The Surprising Way God Sees Success

Yesterday I was driving and I asked my 18-year-old son Alex what does he think Jesus looks like. While he was thinking of an answer, I told him what I thought Jesus looked like. “I think Jesus is an unassuming, ordinary Arab or Jewish man. I don’t see Jesus as a Hollywood glam hunk but someone that we would be blown away by the ‘ordinariness’ of his appearance. I think of Jesus as someone who could have been easily overlooked or dismissed until he got on the religious leaders radar when he started teaching in the temple. I think of Jesus as a short Jewish man with thick curly black hair.

Jesus is the pinnacle of success yet consider that he never owned a home, never married or owned a business. His very life contradicts our worldly idea of success. Of course He was the son of God and could have called down angels anytime yet He lived on earth in His fully humanity.

I told my son that I’m concerned how obsessed our Christian culture is with worldly success. Prosperity preaching entwined with American Christianity can make you feel ashamed for having a job and trying to make ends meet. I’ve even heard ministers preach that your house or car is an indication of your faith. I’ve always been appalled when I hear this because what do you say to the Chinese Christians who lose everything for the cause of Christ or Christians being persecuted for their faith whose homes are taken? Does that mean they don’t have faith because they lost everything for the sake of the Gospel?

Another person who lost everything – his identity, his family and his wealth was Joseph in the Bible. Despite his brothers selling him into slavery, God was still with Joseph.

“When Joseph was taken to Egypt by the Ishmaelite traders, he was purchased by Potiphar, an Egyptian officer. Potiphar was captain of the guard for Pharaoh, the king of Egypt. The Lord was with Joseph, so he succeeded in everything he did as he served in the home of his Egyptian master. Potiphar noticed this and realized that the Lord was with Joseph, giving him success in everything he did.” Genesis 39: 1-3

Joseph was a piece of property in the eyes of Egypt yet this did not stop God from being with Him and blessing Him. A slave who owned nothing and not even his own life, was called a success by God.

Joseph’s fortunes end when Potiphar’s wife accuses Joseph of rape. Joseph is sent to prison and God follows him there.

Potiphar was furious when he heard his wife’s story about how Joseph had treated her. So he took Joseph and threw him into the prison where the king’s prisoners were held, and there he remained. But the Lord was with Joseph in the prison and showed him his faithful love. And the Lord made Joseph a favorite with the prison warden. Before long, the warden put Joseph in charge of all the other prisoners and over everything that happened in the prison. The warden had no more worries, because Joseph took care of everything. The Lord was with him and caused everything he did to succeed.” Genesis 39:19-23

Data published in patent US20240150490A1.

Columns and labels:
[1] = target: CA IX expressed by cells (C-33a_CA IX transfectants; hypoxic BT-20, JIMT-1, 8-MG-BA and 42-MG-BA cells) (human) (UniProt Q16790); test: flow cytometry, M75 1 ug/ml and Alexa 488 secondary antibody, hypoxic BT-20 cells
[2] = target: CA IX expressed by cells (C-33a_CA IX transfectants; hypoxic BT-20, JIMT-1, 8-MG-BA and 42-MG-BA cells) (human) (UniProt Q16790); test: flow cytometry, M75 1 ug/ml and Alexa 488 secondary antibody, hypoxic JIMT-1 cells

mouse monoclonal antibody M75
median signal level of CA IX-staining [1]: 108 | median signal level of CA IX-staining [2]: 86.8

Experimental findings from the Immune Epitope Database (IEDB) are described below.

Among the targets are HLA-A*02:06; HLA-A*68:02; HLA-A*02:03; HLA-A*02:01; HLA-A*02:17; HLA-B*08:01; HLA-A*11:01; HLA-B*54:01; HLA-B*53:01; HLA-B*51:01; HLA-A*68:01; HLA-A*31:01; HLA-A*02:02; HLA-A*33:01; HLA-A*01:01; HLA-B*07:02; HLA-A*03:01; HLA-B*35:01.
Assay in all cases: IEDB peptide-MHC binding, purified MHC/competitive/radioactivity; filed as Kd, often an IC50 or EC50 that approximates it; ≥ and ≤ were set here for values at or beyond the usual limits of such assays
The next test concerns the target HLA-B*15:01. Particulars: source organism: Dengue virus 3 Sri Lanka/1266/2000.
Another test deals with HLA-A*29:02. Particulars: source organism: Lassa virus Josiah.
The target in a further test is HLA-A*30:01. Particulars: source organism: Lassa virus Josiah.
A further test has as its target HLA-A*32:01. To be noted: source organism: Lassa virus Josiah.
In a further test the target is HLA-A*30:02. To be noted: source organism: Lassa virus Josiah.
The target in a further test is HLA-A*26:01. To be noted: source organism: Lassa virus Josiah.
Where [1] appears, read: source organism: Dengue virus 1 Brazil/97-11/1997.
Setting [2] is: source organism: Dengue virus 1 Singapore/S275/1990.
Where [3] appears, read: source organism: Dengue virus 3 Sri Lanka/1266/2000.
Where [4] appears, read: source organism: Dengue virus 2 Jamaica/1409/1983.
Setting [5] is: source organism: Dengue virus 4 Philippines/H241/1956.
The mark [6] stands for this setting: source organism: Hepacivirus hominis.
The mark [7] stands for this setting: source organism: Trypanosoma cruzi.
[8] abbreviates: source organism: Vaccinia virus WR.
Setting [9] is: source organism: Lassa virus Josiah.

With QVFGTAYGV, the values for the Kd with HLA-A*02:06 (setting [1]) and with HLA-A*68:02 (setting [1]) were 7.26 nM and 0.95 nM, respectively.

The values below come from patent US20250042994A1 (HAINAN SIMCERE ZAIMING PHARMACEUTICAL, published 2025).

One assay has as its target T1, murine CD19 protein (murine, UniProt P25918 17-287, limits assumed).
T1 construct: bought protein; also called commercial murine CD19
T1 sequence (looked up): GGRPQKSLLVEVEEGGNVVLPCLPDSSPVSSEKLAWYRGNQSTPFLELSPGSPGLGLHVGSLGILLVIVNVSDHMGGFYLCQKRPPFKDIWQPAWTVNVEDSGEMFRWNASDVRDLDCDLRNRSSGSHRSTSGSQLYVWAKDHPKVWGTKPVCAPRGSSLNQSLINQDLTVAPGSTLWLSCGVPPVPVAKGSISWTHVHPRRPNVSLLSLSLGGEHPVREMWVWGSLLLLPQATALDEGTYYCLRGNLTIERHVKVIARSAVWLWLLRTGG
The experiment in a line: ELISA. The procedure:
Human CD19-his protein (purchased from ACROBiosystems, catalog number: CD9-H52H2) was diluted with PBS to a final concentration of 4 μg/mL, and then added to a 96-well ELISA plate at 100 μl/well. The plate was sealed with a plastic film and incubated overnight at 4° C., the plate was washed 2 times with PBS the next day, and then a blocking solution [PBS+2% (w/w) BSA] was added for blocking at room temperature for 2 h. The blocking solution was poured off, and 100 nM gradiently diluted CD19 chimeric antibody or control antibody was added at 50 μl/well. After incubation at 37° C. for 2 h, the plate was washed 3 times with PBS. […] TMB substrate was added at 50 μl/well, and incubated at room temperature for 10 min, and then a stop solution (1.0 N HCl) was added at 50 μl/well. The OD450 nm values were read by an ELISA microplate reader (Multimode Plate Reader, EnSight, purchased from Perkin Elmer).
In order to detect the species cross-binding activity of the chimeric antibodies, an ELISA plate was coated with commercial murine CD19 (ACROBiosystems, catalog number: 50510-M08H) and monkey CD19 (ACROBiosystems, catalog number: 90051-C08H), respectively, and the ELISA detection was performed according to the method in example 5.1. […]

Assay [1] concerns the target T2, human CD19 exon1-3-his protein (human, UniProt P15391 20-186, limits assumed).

Joseph is a slave and a prisoner and yet God calls him a success. Joseph didn’t own a mansion or have millions of dollars or a following. Joseph had God.

What God calls success is a slave who can influence his master with his relationship with God. An influencer who has a relationship with God which impacts their boss’s business or makes life better for those around them, is a success according to God. You don’t have to own a mansion and be a high-powered CEO or famous celebrity.

You can be a slave and be a success.

You can be a WalMart cashier and be considered a success by God.

You can be a stay at home mom and considered a success by God.

Success is having God with you. When God is with you, you have everything.

Don’t let American culture dictate your definition of success. Set the Bible as your barometer of a successful life.

(Disclaimer: I was influenced by Kris Valloton’s message called “Cultivating Prophetic Families” where he mentions Joseph’s life.)

Leave a Reply

Fill in your details below or click an icon to log in: Logo

You are commenting using your account. Log Out /  Change )

Google+ photo

You are commenting using your Google+ account. Log Out /  Change )

Twitter picture

You are commenting using your Twitter account. Log Out /  Change )

Facebook photo

You are commenting using your Facebook account. Log Out /  Change )


Connecting to %s